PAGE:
My daughters like to tease me that I use a few too many ellipses in my texts and emails. “Oh yeah, dad, he’s king of the ellipses,” Jesse once said to Molly over a reuniting-at-the-holidays dinner. (Remember those?) We all had a good laugh; I have seven brothers and four sisters. I can take a ribbing. Then I said something to the effect of, “Whaaaaaat? I love ellipses. They can mean so many things.” We laughed more.
Well, to be clear, the ellipsis in the title means: “Are you frickin’ kidding me? This is still going on? I want to go out and see music, have a pint, fly to New York! I want my friends back at work! I want to wake up to good news some day soon! Come on, vaccine, do your stuff! I am done with staring at a screen all day, every day! I want to go sit down in PMC’s Atmos mix room in L.A., listen to what’s been going on! I want to quit worrying about whether my two favorite nearby restaurants are going to close! I want to drive up to Skywalker Sound and interview Ren Klyce in person! I want to hang with my daughters and see them smile in real time, no mask!”
Okay, I got that out of my system. I’m an optimist, for goodness sake!
It’s just gotten to the point that I’ve given up trying to predict when and how things will become normal again, to the point that sometimes I find myself drifting into the future, wondering how I will look back and remember these past 12 months. When I do, I realize that while it has been maddening and uncertain, full of loss and a constant drip of anxiety, it hasn’t all been bad. Most of it, sure. But the human spirit has amazing resiliency, with an amazing capacity for adaptation and workarounds.
A therapist might tell me that I’m feeling reflective because NAMM is coming up, and for the first time in nearly 30 years, I won’t be going to Anaheim. I’ve said it before: NAMM 2020, it turns out, was my last big hurrah, my last big event/gathering/social/industry extravaganza before Covid-19 shut the world down.
I guess that in February I did attend an outdoor celebration at a bayside brewery for Sarah Jones and a lot of the old Mix gang. Then in March, while being somewhat cautious but not yet fully aware, I took a tour of the new Coast Mastering in Berkeley, and after that, the facility’s owner, Michael Romanowski, and I were having some fish and chips at the Kensington Circus Pub on the night that the NBA canceled its first games and Tom Hanks called in from Australia to say that he and his wife were in quarantine. The next day, everything changed.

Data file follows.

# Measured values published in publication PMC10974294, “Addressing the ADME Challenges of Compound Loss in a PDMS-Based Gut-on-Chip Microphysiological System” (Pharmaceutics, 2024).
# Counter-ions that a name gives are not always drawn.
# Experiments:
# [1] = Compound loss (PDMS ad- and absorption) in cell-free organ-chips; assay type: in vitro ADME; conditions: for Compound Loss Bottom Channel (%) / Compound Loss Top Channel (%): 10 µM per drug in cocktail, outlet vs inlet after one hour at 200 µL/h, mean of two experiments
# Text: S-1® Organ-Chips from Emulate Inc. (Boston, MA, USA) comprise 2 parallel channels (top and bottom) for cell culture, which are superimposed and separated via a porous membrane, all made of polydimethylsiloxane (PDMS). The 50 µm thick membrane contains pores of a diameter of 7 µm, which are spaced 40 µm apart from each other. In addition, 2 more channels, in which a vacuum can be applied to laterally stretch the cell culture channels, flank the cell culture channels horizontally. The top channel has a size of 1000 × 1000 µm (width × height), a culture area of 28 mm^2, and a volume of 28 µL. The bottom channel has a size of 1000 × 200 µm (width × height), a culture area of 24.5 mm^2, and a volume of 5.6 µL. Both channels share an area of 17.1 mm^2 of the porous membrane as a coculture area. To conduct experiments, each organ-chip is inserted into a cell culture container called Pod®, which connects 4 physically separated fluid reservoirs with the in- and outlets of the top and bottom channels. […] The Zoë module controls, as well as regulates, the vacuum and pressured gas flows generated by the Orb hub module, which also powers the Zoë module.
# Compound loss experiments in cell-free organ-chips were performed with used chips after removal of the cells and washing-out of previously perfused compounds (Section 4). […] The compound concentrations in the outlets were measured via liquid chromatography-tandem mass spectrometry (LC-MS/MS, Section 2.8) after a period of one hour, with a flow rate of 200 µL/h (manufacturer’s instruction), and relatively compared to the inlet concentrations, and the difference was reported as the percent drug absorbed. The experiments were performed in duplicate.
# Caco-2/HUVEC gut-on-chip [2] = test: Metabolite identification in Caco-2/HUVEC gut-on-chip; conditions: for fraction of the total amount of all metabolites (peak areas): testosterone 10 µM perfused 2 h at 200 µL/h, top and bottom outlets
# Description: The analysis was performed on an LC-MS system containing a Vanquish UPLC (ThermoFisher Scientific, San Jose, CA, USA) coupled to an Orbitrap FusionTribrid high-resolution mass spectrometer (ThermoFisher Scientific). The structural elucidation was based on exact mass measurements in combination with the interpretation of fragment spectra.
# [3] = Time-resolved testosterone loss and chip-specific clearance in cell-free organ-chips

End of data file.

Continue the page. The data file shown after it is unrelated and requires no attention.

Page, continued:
And now here I am again, never imagining back then that the Recording Academy would have to shift the 2021 Grammy Awards from January to March at the last minute. Or that I would be attending my next NAMM virtually, with product releases and musical performances alike coming at me via Zoom or one of its many cousins.
Still, I’m excited for NAMM 2021 Believe in Music Week, to see how the show performs online in the wake of CES and countless other trade shows these past six months. What have we learned? What are the possibilities? Could you hear the artists?
Like it or not, the virtual show and/or performance will be with us for a while now, growing and evolving into something more than just a workaround, but something that imparts information or entertainment in some hybrid way that builds on the in-person experience and expands outreach. Yes, shows will be back. But virtual will be there, too. That’s a positive thing.
Record-making, too, is coming back in many and varied hybrid ways. Andrew Watt, our cover artist this month, doesn’t seem to have slowed down much. And here at Mix we’ve received countless announcements of creative projects being done within limited frameworks. Television has exploded, and backed-up movie releases will start finding their way to larger in-person audiences and a wider reach through streaming services. These can be positive things.
And we’re all praying for a summer boost in touring and concert sound production. Lord knows, the whole world needs it, none more than the talented artists, crews, backline techs, venue operators, rental companies, manufacturers, promoters and parking attendants.
Better days are coming. I can feel it in the air. And I’m counting on looking back at 2021 some day in the future and remembering that it was sometime in mid-January when the mood started to change, when the virus started to be tamed, when the ellipsis started to fade away, one dot at a time.